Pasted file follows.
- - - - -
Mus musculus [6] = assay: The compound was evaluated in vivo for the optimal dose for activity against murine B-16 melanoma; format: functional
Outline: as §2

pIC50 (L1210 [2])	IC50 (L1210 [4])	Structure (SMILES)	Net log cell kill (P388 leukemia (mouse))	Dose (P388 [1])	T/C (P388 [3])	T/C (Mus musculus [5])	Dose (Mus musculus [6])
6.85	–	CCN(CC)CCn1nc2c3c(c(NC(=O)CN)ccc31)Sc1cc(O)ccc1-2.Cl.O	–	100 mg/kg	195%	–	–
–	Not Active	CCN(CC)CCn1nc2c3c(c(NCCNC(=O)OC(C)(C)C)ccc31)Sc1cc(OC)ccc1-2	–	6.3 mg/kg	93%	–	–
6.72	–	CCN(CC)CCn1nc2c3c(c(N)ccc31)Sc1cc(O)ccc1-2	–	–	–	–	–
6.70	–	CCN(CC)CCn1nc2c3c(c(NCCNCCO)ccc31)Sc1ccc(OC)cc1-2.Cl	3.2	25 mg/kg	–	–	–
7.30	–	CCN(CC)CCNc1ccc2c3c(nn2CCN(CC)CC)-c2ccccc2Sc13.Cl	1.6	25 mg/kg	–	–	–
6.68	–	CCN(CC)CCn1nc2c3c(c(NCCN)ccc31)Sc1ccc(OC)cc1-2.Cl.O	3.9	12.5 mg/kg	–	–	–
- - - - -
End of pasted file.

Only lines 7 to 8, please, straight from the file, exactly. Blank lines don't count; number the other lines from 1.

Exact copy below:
6.70	–	CCN(CC)CCn1nc2c3c(c(NCCNCCO)ccc31)Sc1ccc(OC)cc1-2.Cl	3.2	25 mg/kg	–	–	–
7.30	–	CCN(CC)CCNc1ccc2c3c(nn2CCN(CC)CC)-c2ccccc2Sc13.Cl	1.6	25 mg/kg	–	–	–